SEATTLE – A male orca died due to an infection caused by satellite tagging, NOAA announced Wednesday.

L-95 was found dead about a month after NOAA scientists tagged the Southern Resident orca in February. Pieces of the hardware were found in the orca's tissue. A necropsy, recently finalized, revealed that the injury caused a lethal infection leading to the whale's death.

NOAA officials believe human error may have contributed to the fungal infection. During the tagging process the tag fell into the water. Before it was attached to L-95 is wasn't cleaned per NOAA protocol, which requires the tag to be cleaned with alcohol and bleach - it was only cleaned with alcohol. The tag was also attached near very important blood vessels, which could have allowed the infection to enter the ocra's bloodstream quickly.

The research began in an effort to understand where the whales traveled during the winter when they leave Puget Sound in hopes of supporting the endangered species.

Eight whales have been tagged since the research began in 2012. So far, none but L-95 have been confirmed dead due to the process. However, critics have vocalized concern that it would eventually happen.

"The NOAA/NMFS tagging program is certainly injuring and disfiguring these Endangered icons of the Pacific Northwest, and it is my subjective opinion that it is adversely altering their behavior toward benign vessel interactions to approach them for photo-identification," wrote Center for Whale Research Senior Scientist Ken Balcomb soon after L-95 was found dead. "I discussed these shortcomings with Dr.’s Mike Ford and Brad Hanson several years ago and was told the sat tagging program would proceed in spite of my concerns; and, I was instructed to simply document tag healing and report any issues to them, which I have done. I do not know if these problems have been reported up the chain of command to the NOAA/NMFS Permit Office, but the feedback I have been receiving is that the hardware issues of yesteryear have been “fixed”.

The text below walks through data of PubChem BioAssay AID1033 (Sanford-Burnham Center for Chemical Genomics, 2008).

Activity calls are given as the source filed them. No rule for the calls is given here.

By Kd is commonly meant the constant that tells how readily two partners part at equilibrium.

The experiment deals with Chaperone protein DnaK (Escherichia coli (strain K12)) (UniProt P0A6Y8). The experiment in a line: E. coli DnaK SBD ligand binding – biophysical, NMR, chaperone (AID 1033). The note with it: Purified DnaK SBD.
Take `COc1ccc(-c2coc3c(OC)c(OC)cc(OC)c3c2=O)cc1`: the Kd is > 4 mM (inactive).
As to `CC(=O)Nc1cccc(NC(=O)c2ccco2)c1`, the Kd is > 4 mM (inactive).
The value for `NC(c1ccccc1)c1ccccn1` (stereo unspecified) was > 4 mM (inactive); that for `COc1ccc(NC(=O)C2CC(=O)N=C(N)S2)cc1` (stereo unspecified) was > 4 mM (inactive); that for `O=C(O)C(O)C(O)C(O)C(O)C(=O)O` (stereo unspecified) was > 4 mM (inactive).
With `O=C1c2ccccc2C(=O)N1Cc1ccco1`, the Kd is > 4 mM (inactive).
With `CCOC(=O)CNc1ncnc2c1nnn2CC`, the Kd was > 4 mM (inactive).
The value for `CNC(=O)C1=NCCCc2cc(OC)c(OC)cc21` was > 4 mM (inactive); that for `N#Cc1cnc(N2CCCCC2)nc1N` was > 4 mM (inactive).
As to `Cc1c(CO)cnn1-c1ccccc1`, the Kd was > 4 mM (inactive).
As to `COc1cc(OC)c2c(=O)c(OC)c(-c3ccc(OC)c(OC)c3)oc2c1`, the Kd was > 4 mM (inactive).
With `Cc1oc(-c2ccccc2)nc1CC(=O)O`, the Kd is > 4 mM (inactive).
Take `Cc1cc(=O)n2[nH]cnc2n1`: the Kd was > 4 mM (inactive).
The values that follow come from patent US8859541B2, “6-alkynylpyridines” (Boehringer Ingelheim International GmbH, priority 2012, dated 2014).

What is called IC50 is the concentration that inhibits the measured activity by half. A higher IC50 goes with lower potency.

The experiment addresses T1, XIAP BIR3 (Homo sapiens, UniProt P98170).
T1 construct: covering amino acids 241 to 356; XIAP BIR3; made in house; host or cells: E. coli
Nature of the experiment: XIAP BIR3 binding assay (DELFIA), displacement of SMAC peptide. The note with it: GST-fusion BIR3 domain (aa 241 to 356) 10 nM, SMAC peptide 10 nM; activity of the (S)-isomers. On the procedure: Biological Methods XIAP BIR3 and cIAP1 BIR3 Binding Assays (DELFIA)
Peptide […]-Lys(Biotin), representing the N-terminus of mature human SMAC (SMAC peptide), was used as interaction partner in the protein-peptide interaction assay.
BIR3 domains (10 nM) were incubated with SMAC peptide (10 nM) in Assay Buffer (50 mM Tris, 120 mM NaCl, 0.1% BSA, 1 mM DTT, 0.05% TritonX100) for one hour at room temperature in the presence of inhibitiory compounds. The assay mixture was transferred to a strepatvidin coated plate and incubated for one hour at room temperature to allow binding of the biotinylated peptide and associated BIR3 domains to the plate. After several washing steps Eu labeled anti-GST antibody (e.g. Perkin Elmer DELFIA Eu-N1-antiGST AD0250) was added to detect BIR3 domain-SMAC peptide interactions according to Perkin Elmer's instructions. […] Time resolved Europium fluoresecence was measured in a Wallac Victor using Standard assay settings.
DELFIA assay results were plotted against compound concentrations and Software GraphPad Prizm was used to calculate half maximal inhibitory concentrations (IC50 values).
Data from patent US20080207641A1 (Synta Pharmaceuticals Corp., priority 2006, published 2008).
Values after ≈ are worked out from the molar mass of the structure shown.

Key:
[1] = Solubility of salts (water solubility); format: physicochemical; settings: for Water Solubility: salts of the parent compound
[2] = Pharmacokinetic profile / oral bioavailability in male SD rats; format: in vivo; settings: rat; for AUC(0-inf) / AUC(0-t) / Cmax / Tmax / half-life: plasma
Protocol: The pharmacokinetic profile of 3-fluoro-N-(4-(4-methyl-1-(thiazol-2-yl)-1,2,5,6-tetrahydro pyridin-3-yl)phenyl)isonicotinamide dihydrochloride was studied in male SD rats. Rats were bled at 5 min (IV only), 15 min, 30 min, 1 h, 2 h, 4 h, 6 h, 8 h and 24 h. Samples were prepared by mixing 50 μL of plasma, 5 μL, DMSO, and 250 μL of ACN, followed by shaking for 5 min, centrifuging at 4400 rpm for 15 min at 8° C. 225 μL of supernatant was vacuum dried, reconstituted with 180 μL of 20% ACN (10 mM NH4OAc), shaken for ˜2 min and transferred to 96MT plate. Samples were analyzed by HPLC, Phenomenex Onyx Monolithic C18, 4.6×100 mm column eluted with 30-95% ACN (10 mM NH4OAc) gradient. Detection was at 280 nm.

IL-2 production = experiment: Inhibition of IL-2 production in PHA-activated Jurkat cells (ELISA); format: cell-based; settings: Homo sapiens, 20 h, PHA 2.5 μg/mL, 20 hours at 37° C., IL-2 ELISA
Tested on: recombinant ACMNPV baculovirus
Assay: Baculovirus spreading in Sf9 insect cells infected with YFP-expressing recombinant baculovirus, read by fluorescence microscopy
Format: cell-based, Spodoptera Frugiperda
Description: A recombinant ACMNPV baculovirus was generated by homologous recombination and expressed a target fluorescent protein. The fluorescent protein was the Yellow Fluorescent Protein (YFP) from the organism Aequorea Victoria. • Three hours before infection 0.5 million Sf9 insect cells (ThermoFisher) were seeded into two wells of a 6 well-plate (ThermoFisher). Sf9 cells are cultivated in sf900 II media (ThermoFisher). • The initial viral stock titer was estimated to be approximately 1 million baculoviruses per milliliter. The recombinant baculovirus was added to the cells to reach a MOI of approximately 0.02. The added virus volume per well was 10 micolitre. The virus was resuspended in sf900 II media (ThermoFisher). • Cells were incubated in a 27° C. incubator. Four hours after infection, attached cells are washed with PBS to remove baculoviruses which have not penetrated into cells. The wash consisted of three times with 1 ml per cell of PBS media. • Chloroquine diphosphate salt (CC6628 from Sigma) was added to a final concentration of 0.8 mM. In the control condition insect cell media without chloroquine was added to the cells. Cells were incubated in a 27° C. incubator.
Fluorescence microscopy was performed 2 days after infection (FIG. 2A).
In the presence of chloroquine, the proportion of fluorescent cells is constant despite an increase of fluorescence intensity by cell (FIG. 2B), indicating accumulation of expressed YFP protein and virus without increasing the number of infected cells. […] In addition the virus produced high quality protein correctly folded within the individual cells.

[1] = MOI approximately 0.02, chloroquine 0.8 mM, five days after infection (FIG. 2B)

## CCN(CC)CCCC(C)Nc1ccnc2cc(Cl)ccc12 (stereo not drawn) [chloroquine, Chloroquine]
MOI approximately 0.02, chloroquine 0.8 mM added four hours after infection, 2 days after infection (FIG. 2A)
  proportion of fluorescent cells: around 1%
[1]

Balcomb said for the last two years he has been talking with government officials about barbs remaining in orcas after tags have fallen off. He said he has seen infected flesh around the barbs on orcas and calls the practice "barbaric."

Balcomb also raised concerns about the purpose of tagging the animals. He said the research of where the orcas are traveling isn't needed because it has been documented for years. Balcomb said resources need to be reallocated to provide more food for the animals, such as removing damns and culverts.

“I was showing the researchers and the permit office the photographs of hardware left in whales, the infections that festered, the injuries that were not minor, the potential invasive agents that could get in there through a wound. It was like, this is unthinkable really. You wouldn’t do this to your kids,” Balcomb said Wednesday. “It doesn’t make any sense to me to be stuck on more and more study, research, and statistical mumbo-jumbo when we know that they’re predators, they need food and we know what food they need. All we need to do is provide it.”

NOAA stopped tagging orcas after L-95's carcass washed ashore. They will not continue with the research in the near future.

None of the Southern Resident orcas tagged by NOAA are currently wearing the sattelite tags, and none are known to have any hardware left in their tissue.

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